A self-esteem not obtained at the expense of others or defined in terms of others or defined solely in terms of material achievements, and not taught to be so. If this emotional base was unfortunately not there, one can take oneself thru the paces to correct for the base one had.

The apposite is that well-balanced person connecting, and connecting well, to all aspects of life.

On the family systems that make all this more likely, see the works of psychologist John Bradshaw , and others like him.

Below are some of the Maslow’s Self-Actualizing Characteristics and these corresponds to those of the apposite. Here Maslow enumerates his observations, but he was not in possession of the other psychological developments in terms of family systems and the formation of self-image/self-concept we now have, as in the works of a John Bradshaw.


Some Maslow's Self-Actualizing Characteristics
• keen sense of reality - aware of real situations - objective judgement,
rather than subjective
• see problems in terms of challenges and situations requiring solutions,
rather than see problems as personal complaints or excuses
• need for privacy and comfortable being alone
• reliant on own experiences and judgement - independent - not reliant on
culture and environment to form opinions and views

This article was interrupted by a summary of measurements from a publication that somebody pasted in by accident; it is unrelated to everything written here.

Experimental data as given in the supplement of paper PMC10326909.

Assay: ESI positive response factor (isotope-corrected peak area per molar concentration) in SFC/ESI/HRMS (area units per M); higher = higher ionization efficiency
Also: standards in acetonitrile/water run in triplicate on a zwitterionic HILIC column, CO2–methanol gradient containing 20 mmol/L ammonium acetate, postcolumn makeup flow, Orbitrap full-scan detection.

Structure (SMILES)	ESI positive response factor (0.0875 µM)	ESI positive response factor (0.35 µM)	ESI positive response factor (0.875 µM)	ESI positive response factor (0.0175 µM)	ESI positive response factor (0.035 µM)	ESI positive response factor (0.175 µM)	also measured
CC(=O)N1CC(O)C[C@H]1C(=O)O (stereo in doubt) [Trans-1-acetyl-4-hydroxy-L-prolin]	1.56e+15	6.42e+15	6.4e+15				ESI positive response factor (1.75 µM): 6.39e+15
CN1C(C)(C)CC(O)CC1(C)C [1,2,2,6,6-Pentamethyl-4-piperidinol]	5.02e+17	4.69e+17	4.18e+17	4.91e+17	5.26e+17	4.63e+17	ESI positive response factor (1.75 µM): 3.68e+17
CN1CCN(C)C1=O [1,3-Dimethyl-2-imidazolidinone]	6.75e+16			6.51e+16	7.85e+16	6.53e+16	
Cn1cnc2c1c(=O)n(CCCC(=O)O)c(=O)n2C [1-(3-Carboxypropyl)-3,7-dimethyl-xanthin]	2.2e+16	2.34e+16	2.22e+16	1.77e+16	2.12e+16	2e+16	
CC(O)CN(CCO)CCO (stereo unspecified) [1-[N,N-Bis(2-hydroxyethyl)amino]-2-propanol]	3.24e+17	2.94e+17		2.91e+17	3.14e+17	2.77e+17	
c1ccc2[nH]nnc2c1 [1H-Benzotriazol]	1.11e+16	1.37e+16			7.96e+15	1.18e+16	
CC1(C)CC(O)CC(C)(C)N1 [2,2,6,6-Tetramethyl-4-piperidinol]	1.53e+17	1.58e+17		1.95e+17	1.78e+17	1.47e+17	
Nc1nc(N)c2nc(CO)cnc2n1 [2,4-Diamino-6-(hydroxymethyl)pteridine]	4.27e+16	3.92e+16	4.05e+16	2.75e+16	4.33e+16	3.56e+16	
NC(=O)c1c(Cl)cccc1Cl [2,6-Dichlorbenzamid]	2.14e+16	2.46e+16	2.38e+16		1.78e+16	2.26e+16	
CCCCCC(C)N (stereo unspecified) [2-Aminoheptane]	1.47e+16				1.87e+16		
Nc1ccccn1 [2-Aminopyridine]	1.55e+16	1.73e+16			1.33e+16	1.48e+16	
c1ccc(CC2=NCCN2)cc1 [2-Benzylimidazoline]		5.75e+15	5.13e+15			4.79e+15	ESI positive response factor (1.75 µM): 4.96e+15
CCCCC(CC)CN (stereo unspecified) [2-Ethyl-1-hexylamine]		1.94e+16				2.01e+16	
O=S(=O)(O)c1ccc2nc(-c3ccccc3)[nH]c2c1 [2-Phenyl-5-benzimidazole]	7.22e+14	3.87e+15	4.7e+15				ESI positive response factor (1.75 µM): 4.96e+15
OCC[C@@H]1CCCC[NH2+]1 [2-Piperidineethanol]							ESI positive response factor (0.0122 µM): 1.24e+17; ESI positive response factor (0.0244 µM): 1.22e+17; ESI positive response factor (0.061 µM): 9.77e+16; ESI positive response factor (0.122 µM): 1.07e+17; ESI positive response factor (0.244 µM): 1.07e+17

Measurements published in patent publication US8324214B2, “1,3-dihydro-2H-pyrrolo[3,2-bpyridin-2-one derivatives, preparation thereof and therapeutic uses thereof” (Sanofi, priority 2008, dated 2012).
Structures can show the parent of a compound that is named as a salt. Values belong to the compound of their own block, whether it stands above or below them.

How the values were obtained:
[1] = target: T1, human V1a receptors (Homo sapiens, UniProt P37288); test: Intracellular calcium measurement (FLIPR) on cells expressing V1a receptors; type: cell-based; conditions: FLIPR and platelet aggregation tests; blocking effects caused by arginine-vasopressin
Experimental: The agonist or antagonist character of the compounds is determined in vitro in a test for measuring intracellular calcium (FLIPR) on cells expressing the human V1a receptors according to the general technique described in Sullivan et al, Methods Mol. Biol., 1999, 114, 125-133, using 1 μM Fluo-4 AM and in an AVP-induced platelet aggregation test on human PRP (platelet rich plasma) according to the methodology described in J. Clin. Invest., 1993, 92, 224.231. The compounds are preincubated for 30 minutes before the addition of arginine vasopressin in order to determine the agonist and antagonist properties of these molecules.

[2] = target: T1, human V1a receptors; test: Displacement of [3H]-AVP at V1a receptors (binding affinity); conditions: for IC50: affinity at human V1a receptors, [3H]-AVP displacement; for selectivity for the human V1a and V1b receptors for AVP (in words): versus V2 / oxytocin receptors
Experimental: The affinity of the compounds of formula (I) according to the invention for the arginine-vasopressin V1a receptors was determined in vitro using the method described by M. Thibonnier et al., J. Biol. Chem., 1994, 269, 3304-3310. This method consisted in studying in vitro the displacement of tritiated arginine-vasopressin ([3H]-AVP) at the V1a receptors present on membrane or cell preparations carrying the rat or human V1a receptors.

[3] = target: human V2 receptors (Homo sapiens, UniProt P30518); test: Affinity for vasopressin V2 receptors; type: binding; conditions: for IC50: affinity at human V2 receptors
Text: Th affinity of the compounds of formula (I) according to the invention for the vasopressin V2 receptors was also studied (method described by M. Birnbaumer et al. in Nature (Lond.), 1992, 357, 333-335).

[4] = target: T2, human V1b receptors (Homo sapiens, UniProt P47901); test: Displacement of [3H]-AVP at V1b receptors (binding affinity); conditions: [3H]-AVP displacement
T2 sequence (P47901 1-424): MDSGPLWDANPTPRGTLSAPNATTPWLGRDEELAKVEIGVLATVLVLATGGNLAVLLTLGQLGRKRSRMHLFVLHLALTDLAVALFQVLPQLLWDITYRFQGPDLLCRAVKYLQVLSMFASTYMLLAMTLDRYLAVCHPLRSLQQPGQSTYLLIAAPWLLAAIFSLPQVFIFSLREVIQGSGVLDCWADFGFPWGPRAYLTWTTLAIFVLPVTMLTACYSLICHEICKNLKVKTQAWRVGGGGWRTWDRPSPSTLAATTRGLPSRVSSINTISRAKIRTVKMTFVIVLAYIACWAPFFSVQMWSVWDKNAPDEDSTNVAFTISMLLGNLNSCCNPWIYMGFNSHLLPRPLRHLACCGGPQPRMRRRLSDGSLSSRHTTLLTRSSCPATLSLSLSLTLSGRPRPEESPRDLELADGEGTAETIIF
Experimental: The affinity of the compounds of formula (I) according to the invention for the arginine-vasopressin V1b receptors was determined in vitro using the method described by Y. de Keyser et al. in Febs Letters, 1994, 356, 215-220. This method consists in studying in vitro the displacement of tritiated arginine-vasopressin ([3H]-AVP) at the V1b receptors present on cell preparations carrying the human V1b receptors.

• not susceptible to social pressures - non-conformist
• democratic, fair and non-discriminating - embracing and enjoying all
cultures, races and individual styles
• socially compassionate - possessing humanity
• accepting others as they are and not trying to change people
• comfortable with oneself - despite any unconventional tendencies
• a few close intimate friends rather than many surface relationships
• sense of humour directed at oneself or the human condition, rather than at
the expense of others [ Not “Dissing”, name calling]
• spontaneous and natural - true to oneself, rather than being how others want
• excited and interested in everything, even ordinary things
• creative, inventive and original
• seek peak experiences that leave a lasting impression.
• these qualities flow naturally, without effort from the individual

Abraham Maslow was born in New York in 1908 and died in 1970, although various publications appear in Maslow's name in later years. Maslow's PhD in psychology in 1934 at the University of Wisconsin formed the basis of his motivational research.

To derive his notion of self-actualization he looked at the kind of people he called self-actualizers using a qualitative method called biographical analysis.
Included in this august group were Abraham Lincoln, Thomas Jefferson, Albert Einstein, Eleanor Roosevelt, Jane Adams, William James, Albert Schweitzer, Benedict Spinoza, and Alduous Huxley, plus 12 unnamed people who were alive at the time Maslow did his research. He then looked at their biographies, writings, the acts and words of those he knew personally, and so on. From these sources, he developed a list of qualities that seemed characteristic of these people, as opposed to the great mass of us.

Sources: 1.